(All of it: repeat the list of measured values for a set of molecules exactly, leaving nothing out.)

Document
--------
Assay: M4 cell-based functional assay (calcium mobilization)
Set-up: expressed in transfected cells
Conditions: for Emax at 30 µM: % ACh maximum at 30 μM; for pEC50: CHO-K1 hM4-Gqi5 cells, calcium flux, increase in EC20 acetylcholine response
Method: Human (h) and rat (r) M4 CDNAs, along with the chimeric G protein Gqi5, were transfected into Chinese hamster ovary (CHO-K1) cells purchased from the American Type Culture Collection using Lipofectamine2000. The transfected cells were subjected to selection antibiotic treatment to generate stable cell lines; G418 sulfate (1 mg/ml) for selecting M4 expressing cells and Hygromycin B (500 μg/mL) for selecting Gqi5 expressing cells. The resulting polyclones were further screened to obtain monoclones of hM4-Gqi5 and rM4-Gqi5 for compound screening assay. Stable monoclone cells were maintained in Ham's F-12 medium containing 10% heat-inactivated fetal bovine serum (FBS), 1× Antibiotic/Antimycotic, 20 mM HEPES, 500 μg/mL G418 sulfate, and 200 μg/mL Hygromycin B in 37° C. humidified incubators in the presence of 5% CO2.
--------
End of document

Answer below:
Assay: M4 cell-based functional assay (calcium mobilization)
Set-up: expressed in transfected cells
Conditions: for Emax at 30 µM: % ACh maximum at 30 μM; for pEC50: CHO-K1 hM4-Gqi5 cells, calcium flux, increase in EC20 acetylcholine response
Method: Human (h) and rat (r) M4 CDNAs, along with the chimeric G protein Gqi5, were transfected into Chinese hamster ovary (CHO-K1) cells purchased from the American Type Culture Collection using Lipofectamine2000. The transfected cells were subjected to selection antibiotic treatment to generate stable cell lines; G418 sulfate (1 mg/ml) for selecting M4 expressing cells and Hygromycin B (500 μg/mL) for selecting Gqi5 expressing cells. The resulting polyclones were further screened to obtain monoclones of hM4-Gqi5 and rM4-Gqi5 for compound screening assay. Stable monoclone cells were maintained in Ham's F-12 medium containing 10% heat-inactivated fetal bovine serum (FBS), 1× Antibiotic/Antimycotic, 20 mM HEPES, 500 μg/mL G418 sulfate, and 200 μg/mL Hygromycin B in 37° C. humidified incubators in the presence of 5% CO2.